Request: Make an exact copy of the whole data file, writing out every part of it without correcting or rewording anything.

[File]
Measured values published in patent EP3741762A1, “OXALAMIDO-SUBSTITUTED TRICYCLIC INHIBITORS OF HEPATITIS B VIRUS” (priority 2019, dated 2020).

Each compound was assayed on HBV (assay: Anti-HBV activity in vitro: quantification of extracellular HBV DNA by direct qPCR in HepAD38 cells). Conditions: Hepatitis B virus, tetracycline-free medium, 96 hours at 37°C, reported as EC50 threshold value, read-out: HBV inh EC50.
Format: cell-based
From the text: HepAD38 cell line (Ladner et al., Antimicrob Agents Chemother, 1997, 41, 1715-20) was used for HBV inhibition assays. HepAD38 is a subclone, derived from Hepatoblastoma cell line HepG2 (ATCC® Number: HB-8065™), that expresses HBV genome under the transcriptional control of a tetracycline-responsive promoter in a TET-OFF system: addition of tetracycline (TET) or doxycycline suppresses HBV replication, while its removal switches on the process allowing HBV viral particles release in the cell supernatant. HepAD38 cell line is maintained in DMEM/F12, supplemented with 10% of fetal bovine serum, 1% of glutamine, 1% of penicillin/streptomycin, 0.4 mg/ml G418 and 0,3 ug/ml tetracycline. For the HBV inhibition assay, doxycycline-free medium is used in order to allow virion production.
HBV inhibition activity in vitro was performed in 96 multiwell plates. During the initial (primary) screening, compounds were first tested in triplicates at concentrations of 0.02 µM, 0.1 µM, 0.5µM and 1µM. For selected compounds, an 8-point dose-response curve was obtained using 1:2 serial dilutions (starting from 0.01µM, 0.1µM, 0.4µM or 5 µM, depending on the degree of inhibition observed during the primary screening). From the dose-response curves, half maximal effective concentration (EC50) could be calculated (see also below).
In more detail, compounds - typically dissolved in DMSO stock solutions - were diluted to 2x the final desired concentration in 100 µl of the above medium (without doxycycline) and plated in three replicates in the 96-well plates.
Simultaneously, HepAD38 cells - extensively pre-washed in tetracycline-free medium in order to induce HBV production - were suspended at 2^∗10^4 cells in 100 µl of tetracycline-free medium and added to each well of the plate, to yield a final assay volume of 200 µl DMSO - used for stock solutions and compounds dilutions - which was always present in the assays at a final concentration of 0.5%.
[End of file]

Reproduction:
Measured values published in patent EP3741762A1, “OXALAMIDO-SUBSTITUTED TRICYCLIC INHIBITORS OF HEPATITIS B VIRUS” (priority 2019, dated 2020).

Each compound was assayed on HBV (assay: Anti-HBV activity in vitro: quantification of extracellular HBV DNA by direct qPCR in HepAD38 cells). Conditions: Hepatitis B virus, tetracycline-free medium, 96 hours at 37°C, reported as EC50 threshold value, read-out: HBV inh EC50.
Format: cell-based
From the text: HepAD38 cell line (Ladner et al., Antimicrob Agents Chemother, 1997, 41, 1715-20) was used for HBV inhibition assays. HepAD38 is a subclone, derived from Hepatoblastoma cell line HepG2 (ATCC® Number: HB-8065™), that expresses HBV genome under the transcriptional control of a tetracycline-responsive promoter in a TET-OFF system: addition of tetracycline (TET) or doxycycline suppresses HBV replication, while its removal switches on the process allowing HBV viral particles release in the cell supernatant. HepAD38 cell line is maintained in DMEM/F12, supplemented with 10% of fetal bovine serum, 1% of glutamine, 1% of penicillin/streptomycin, 0.4 mg/ml G418 and 0,3 ug/ml tetracycline. For the HBV inhibition assay, doxycycline-free medium is used in order to allow virion production.
HBV inhibition activity in vitro was performed in 96 multiwell plates. During the initial (primary) screening, compounds were first tested in triplicates at concentrations of 0.02 µM, 0.1 µM, 0.5µM and 1µM. For selected compounds, an 8-point dose-response curve was obtained using 1:2 serial dilutions (starting from 0.01µM, 0.1µM, 0.4µM or 5 µM, depending on the degree of inhibition observed during the primary screening). From the dose-response curves, half maximal effective concentration (EC50) could be calculated (see also below).
In more detail, compounds - typically dissolved in DMSO stock solutions - were diluted to 2x the final desired concentration in 100 µl of the above medium (without doxycycline) and plated in three replicates in the 96-well plates.
Simultaneously, HepAD38 cells - extensively pre-washed in tetracycline-free medium in order to induce HBV production - were suspended at 2^∗10^4 cells in 100 µl of tetracycline-free medium and added to each well of the plate, to yield a final assay volume of 200 µl DMSO - used for stock solutions and compounds dilutions - which was always present in the assays at a final concentration of 0.5%.